As part of increased security measures enacted in response to a series of recent violent attacks in China, police officers in some parts of the country have been armed. Unsurprisingly, this new policy has led to an uptick in police shootings, which in turn has given rise to public safety concerns. The China Law Translate Community Translation Project summarizes and critiques a recent Chinese report on public opinion and police gun use. From CLT’s introduction:
The journal ‘Public Opinion on Politics and Law’ (《政法舆情》) has recently released a report considering public opinion about the new policy and recent incidents of police gun use. Some of this data was released publicly online and is summarized and commented on here with its charts reproduced and translated. The Chinese review can be found here, with links to the full article, which I have not yet seen.
I began writing this summary because I saw what looked like concrete and relevant data, and there is a bit of that, but what stands out more is the report’s lack of focus and methodology—a nod to media research which formally resembles meaningful insight, but has little substance behind it. I continued writing the summary both to share what could be learned in it, but also to point out some of the articles failures along the way. […] [Source]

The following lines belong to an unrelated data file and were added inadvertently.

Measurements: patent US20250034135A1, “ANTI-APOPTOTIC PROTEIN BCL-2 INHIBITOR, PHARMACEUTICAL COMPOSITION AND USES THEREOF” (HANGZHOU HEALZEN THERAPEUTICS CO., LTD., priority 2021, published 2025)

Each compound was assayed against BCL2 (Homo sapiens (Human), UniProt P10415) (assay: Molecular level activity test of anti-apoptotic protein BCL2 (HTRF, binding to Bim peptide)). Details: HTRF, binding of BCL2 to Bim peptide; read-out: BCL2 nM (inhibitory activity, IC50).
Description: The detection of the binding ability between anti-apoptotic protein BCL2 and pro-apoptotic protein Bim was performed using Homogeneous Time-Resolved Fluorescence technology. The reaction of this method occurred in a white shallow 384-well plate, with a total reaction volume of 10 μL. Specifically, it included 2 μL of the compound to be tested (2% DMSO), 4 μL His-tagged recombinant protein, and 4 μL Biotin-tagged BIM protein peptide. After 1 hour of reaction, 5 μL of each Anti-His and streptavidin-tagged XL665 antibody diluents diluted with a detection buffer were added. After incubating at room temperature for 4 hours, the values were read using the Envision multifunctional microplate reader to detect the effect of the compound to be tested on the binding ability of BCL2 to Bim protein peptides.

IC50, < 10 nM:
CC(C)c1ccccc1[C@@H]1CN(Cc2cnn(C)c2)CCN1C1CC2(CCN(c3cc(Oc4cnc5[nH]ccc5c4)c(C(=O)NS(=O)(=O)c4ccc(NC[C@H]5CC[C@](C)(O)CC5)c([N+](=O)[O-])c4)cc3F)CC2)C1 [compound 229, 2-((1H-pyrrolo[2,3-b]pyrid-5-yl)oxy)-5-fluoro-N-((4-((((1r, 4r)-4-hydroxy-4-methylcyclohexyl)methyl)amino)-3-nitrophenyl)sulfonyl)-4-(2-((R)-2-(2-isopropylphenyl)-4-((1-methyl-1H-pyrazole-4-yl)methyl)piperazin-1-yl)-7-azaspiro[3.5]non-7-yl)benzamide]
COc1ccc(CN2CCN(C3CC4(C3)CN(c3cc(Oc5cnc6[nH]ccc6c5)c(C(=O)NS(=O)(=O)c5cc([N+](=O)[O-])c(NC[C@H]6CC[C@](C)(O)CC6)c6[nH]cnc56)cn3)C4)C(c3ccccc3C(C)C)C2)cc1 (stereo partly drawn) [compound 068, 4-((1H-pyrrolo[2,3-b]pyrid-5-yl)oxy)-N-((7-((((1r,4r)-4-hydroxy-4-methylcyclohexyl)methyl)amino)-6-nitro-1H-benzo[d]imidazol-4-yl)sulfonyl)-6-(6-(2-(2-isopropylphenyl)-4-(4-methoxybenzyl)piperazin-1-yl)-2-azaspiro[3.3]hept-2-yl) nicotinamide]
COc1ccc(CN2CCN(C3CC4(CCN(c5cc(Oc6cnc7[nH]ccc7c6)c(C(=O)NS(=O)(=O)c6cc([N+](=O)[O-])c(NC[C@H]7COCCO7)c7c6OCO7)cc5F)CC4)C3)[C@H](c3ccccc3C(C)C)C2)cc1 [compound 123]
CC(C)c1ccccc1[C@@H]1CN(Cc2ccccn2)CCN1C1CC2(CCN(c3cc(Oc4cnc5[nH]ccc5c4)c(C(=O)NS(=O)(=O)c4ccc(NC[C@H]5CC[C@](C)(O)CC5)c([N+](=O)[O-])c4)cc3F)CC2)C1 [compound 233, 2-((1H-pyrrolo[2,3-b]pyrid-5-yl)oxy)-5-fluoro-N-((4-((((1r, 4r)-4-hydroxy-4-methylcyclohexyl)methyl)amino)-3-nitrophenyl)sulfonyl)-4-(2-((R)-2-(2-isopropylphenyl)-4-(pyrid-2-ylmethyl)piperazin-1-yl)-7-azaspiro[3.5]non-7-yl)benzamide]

Click through for China Law Translate’s entire summary of the Chinese report. Also see a previous post from China Law Translate on the vague regulations for police gun use and Chinese media’s coverage of police shootings in late May, 2014. Amid the nationwide crackdown on violence that has armed some police officers for the first time in the PRC’s history, government authorities have instructed all media to follow official wire copy on violence and police shootings.